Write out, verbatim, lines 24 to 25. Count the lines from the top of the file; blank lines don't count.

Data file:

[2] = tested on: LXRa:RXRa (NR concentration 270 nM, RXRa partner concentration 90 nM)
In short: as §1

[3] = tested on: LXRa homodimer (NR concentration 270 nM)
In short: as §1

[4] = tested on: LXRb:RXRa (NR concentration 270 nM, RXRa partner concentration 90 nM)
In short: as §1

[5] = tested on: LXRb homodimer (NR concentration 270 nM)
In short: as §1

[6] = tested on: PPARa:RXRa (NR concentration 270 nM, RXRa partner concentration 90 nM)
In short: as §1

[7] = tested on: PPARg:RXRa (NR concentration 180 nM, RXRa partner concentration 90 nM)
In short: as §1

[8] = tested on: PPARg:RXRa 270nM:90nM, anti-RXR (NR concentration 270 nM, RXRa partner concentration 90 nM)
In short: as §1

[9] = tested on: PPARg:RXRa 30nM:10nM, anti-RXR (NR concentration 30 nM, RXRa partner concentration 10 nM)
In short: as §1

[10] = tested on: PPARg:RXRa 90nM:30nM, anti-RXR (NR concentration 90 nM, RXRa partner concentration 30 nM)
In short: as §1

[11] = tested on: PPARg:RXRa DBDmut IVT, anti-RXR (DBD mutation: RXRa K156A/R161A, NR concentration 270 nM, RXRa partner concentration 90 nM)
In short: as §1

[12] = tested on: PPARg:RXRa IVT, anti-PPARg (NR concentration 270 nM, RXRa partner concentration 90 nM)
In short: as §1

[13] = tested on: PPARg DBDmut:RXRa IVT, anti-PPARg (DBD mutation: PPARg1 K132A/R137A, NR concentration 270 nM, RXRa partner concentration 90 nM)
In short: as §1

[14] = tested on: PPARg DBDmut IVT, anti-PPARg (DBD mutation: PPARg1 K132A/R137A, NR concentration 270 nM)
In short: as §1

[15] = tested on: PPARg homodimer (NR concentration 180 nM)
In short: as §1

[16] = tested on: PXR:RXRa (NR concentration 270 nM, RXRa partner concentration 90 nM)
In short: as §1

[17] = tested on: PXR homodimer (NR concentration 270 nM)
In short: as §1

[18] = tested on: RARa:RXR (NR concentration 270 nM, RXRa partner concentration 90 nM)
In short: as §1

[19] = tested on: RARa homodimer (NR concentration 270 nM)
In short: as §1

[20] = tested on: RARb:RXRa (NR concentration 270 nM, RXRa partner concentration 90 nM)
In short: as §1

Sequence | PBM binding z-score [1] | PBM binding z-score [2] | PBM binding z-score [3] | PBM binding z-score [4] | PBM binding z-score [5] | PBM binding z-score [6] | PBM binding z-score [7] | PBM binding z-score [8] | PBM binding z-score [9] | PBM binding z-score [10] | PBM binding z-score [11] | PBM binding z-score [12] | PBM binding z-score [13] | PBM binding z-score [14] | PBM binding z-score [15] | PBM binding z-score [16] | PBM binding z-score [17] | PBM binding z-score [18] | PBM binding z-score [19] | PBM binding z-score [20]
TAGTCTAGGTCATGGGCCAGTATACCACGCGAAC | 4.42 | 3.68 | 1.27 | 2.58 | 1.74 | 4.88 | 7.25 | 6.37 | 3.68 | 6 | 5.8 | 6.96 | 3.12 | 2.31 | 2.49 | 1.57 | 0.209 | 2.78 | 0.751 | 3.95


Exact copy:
In short: as §1

[14] = tested on: PPARg DBDmut IVT, anti-PPARg (DBD mutation: PPARg1 K132A/R137A, NR concentration 270 nM)